Digging into her three decades of ad agency experience working with high-profile brands, Jeanie Caggiano shared a jam-packed hour of stories from her creative process as well as advice on breaking into – and thriving in – the advertising industry to a room full of creatively inclined Northwestern students at Scott Hall on November 4.
Caggiano, who is executive vice president and creative director at Chicago advertising giant Leo Burnett, showed ad clips from McDonald’s, Hallmark, Chevy, Allstate, and Miller High Life, and talked about how a voracious newspaper-reading habit and a good ear for stories with emotional authenticity helped lead those campaigns to such high visibility and share rates.
“Maya Angelou wrote that people may forget what you said and what you did, but people will never forget how you made them feel,” Caggiano says at the EPICS-sponsored event. The mission of advertising, she says, is to make people feel something as well as give people something they want to share.
There were more than enough examples from her long dossier of clients.
The UnitedHealthcare spot that has come to be known as the “Dirty Dancing” ad highlights a husband and wife preparing dinner at home who stop to reenact one of the dance scenes in the film “Dirty Dancing.” The woman takes a flying fall, crashing into the dining room table, breaking it and bringing them both to the floor.
“I read in the New York Times that there are medical codes that classify diseases and accidents,” Caggiano says. “They are hilariously specific. These codes became the basis of the campaign.”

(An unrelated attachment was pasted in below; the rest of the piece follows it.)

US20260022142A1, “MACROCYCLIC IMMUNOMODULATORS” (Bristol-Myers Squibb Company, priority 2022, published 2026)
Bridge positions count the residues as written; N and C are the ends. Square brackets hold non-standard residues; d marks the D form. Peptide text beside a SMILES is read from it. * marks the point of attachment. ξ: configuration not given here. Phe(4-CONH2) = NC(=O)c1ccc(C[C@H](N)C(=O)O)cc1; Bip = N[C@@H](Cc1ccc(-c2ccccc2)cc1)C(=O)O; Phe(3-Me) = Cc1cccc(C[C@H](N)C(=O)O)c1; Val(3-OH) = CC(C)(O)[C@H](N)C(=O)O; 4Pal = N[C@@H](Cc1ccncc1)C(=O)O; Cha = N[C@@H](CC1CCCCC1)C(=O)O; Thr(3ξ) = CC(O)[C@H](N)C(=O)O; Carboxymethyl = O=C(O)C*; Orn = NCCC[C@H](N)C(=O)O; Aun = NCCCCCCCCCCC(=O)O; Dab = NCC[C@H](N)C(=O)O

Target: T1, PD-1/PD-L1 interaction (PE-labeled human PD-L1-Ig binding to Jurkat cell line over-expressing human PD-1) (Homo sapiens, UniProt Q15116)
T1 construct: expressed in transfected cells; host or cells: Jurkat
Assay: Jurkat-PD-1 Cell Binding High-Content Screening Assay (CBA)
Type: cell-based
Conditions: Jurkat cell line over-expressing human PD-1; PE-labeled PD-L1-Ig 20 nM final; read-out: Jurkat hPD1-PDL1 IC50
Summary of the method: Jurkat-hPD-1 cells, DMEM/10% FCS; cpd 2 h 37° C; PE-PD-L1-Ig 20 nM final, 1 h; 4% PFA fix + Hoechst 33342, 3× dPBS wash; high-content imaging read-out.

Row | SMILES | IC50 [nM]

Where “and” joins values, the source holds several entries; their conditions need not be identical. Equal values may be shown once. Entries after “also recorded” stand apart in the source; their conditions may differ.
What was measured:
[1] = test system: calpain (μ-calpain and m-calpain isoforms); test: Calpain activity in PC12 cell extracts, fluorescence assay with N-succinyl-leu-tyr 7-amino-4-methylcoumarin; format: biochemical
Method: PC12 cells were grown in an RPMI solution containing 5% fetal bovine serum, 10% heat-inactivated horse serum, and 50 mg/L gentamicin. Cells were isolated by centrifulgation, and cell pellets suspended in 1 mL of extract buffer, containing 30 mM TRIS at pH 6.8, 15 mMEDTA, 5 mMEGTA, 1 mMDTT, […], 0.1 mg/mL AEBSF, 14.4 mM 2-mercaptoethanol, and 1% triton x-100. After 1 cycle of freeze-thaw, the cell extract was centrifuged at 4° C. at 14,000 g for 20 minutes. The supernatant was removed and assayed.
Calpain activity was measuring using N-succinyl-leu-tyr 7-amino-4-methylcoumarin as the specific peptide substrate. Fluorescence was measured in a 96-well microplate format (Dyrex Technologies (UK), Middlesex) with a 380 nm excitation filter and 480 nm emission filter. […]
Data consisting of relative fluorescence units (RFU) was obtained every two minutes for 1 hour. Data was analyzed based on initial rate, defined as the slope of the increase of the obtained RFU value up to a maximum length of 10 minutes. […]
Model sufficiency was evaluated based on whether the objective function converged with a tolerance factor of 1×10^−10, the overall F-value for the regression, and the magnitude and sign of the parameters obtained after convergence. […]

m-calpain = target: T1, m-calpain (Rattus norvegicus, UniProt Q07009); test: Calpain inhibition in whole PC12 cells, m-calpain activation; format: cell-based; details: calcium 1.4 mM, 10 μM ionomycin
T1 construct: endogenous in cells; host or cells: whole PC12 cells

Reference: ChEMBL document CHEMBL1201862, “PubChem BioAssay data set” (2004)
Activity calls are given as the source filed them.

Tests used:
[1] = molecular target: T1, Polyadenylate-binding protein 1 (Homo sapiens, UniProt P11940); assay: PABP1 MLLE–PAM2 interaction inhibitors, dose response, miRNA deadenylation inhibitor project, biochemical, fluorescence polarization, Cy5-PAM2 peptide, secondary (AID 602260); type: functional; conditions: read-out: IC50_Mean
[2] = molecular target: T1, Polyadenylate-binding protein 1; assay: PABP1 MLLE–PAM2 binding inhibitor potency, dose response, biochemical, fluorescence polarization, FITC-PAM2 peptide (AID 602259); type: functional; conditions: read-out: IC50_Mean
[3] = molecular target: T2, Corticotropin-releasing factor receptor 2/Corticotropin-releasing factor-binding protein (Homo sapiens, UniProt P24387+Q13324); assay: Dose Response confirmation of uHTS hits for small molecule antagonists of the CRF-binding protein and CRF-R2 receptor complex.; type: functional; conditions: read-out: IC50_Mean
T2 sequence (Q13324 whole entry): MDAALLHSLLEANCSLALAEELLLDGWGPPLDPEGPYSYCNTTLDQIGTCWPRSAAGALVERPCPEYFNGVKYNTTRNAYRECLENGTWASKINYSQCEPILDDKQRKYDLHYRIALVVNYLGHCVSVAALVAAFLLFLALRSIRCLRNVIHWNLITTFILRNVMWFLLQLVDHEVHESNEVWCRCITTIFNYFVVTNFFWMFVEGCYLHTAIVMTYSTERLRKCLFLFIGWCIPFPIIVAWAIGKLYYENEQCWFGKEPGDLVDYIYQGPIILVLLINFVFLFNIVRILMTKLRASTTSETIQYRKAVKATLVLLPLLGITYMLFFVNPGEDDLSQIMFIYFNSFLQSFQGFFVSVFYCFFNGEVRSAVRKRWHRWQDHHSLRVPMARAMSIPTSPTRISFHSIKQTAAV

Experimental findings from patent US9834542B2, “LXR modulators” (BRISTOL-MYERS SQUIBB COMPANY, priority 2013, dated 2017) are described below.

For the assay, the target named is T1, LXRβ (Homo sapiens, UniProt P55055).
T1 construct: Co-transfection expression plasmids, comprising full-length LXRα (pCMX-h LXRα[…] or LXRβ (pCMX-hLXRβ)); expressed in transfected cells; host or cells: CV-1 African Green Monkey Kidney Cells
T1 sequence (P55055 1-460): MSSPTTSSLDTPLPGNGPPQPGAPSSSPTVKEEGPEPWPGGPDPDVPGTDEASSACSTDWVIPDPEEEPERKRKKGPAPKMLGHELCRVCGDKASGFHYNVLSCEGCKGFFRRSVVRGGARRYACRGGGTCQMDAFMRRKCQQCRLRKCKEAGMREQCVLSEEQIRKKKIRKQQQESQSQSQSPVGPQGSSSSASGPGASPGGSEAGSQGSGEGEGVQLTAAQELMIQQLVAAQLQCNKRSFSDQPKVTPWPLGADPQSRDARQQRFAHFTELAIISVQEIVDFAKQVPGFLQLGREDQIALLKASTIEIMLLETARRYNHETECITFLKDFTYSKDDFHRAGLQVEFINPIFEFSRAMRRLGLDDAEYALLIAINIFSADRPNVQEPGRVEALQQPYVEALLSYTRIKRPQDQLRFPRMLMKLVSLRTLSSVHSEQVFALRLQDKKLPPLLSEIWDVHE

The Mayhem campaign for Allstate’s auto insurance highlights a character called “Mayhem,” played by Dean Winters, who represents disaster in myriad forms. The idea came from Caggiano’s desire to take on the challenging product and do something different.
“No one wanted to take on that brief,” Caggiano says, recalling the day her team received the assignment. “Auto insurance is super unsexy. But the gold is where everyone else isn’t.”
From the lectern at Guild Lounge, it was as if Caggiano, one of few people in any field to be at the same job for 30 years, stood at the intersection of her past, present, and future.
In 1982, as a School of Communication senior, Caggiano took a course in advertising. She loved it. “I said, ‘that’s it!’ That’s what I want to do.” A year later, she earned her master’s degree in advertising at Medill (what would now be IMC).
“When I heard that Leo Burnett was coming to this very building — Scott Hall — to interview students, I was the first one in line,” she recalls.
How does she feel about her job 30 years later?
“I’m never bored,” she offers. “There’s always something new to learn.”
Caggiano shared seven tenets in her creative canon:
- Do the thing no one else wants to do.
- Write down your ideas.
- Dig for the facts.
- Don’t be afraid of the obvious.
- Use objects and opposites.
- Go for humor or tears.
- Have a life outside of work.
Though Caggiano says she wasn’t on campus to sell anything, her passion for the industry, resource-rich handouts, and one-to-one conversations with students after her presentation may have sold a new generation on a career in advertising.